After implementing new policies surrounding manipulated media on its platform earlier this month, Twitter is now reportedly testing labels for misinformation from public figures…
The recent acquisition of LinkedIn by Microsoft has put social recruitment in the spotlight. The purchase, seen as a means for the software giant to get in on the social media boom, had many speculating what its plans are for LinkedIn.
The acquisition gives Microsoft a business-orientated social networking tool and access to high net worth individuals. Add to this its current applications such as contacts and calendars in the cloud, and it opens the door for it to offer the social business community many more integrated tools.
The partnership may also innovate the business of recruitment. Social recruitment, also referred to as social hiring or social sourcing, is a growing recruitment strategy as it allows recruiters to reach passive candidates. More than 75% of recruiters and employers use social media profiles to reference a candidate and they are increasingly employing social recruitment tools to engage candidates who are not necessarily actively looking to change jobs.
An online profile is a powerful tool for active and inactive job seekers as it allows them to gain wider exposure and increase their chances of being head hunted. LinkedIn is often the first site recruiters use to confirm a person’s professional acumen whereas Facebook is also looked at fairly often as it gives an indication of the person’s character.
What are the benefits of the LinkedIn purchase for the industry?
LinkedIn users’ data can become naturally integrated into Microsoft’s Office products and those apps can then in turn share their data with LinkedIn.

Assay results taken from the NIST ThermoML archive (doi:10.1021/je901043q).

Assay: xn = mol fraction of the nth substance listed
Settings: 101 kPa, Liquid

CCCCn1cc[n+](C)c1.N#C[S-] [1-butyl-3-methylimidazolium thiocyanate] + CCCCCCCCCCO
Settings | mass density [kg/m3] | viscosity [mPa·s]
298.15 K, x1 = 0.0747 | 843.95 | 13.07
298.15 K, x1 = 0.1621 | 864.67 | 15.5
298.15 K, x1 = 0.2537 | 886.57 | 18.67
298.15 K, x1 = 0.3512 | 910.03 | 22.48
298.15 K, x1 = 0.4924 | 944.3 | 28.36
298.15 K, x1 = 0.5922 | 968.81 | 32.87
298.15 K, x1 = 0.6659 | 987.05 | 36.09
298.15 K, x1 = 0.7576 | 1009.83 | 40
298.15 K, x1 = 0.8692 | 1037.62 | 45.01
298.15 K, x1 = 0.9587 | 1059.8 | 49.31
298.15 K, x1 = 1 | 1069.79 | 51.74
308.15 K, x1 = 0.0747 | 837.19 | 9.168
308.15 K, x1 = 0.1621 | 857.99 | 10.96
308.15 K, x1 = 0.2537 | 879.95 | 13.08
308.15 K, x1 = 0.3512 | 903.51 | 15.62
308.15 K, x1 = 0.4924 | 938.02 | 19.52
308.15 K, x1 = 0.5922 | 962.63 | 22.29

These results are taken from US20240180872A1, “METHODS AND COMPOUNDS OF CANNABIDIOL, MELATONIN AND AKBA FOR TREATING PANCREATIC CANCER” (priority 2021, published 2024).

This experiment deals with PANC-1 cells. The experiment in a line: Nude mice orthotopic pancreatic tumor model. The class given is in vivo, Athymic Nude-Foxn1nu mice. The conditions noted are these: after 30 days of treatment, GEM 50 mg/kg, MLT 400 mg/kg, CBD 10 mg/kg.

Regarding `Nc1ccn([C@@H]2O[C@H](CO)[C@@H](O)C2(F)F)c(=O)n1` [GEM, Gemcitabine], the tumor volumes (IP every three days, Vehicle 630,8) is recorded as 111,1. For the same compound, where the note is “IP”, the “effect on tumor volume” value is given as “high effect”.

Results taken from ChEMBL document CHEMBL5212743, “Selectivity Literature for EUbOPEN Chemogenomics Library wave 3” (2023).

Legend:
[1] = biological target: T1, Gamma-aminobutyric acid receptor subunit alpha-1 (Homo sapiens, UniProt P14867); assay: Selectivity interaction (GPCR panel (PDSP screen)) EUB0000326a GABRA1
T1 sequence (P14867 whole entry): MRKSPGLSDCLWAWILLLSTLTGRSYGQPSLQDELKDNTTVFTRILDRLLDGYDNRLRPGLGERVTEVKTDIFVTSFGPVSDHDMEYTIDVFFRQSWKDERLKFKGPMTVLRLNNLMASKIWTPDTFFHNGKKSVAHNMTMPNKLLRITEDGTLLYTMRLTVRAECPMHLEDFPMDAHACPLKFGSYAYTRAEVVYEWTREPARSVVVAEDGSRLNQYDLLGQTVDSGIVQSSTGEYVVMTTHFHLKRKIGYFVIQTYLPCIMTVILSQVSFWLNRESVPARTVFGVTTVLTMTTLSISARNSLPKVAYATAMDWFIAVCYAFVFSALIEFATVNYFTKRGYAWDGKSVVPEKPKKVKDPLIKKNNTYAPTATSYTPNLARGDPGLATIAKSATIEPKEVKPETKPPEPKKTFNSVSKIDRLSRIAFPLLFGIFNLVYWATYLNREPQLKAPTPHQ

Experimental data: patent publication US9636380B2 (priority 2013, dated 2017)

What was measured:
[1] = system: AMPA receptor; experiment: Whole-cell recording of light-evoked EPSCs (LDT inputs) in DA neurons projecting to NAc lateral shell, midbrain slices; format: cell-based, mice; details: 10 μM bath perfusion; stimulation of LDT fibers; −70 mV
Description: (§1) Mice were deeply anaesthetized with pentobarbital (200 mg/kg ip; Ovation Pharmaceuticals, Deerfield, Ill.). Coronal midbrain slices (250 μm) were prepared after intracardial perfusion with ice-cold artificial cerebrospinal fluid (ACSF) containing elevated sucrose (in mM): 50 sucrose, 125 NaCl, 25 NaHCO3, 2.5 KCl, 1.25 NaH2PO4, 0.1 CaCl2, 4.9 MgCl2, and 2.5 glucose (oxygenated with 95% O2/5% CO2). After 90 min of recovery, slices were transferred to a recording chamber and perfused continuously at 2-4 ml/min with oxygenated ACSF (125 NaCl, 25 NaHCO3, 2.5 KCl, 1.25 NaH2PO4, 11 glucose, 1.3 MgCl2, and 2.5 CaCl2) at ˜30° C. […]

Another integration is that Microsoft’s digital assistant, Cortana, can give users background information on the people they’re meeting, by accessing the participant’s LinkedIn profiles. This tool can be integrated with email and other communication apps. All the integrations have to be optimised for mobile as many users are accessing their emails from their mobile phones rather than desktop interfaces.
Insights gathered from two recruitment and staffing conferences, Rectech 2016 held in Amsterdam and Apso 2016 that took place locally, reaffirm that South Africa is on par with developed countries in terms of online recruitment and career portals. In fact, in some instances South Africa is ahead on the mobile front just like other emerging markets. This may be due to the high mobile phone penetration rate in emerging economies. In these countries, online career portals aren’t just accessed by job seekers who want to browse for jobs.
The portals enable job seekers to upload their CVs to the site and apply for jobs at the same time via the portal. Job seekers no longer have to open an email app to send their CVs to recruiters or employers.
Mobile is a massive opportunity
Mobile accounts for nearly three-quarters of traffic on local job portals and therefore sites have to offer a satisfactory user experience as job seekers update and embellish their profiles from their mobile phones while on the go.
The latest Ericsson Mobility Report states that smartphone subscriptions continue to increase and that the number will surpass those for basic phone subscriptions during the third quarter of 2016. According to the report, the growth will continue, especially in markets such as Africa and the Middle East, where smartphone subscriptions will increase more than 200% between now and 2021.
What does the future hold for social recruitment? The same report states that video will account for almost 70% of mobile data traffic in 2021. Today’s teens are streaming natives and they are the heaviest users of smartphone data for video streaming apps.
Will the digital natives of today, in other words Generation Z, be looking at video profiles from streaming natives, also known as Generation Y, on LinkedIn in the near future, to get a better understanding of the person they want to hire?
Perhaps LinkedIn will make suggestions, in applications such as email, chat and documents, of professionals that teams can collaborate with on a project in real-time and on demand.
A wait and see approach is necessary to find out what the future holds for LinkedIn and what value users will gain.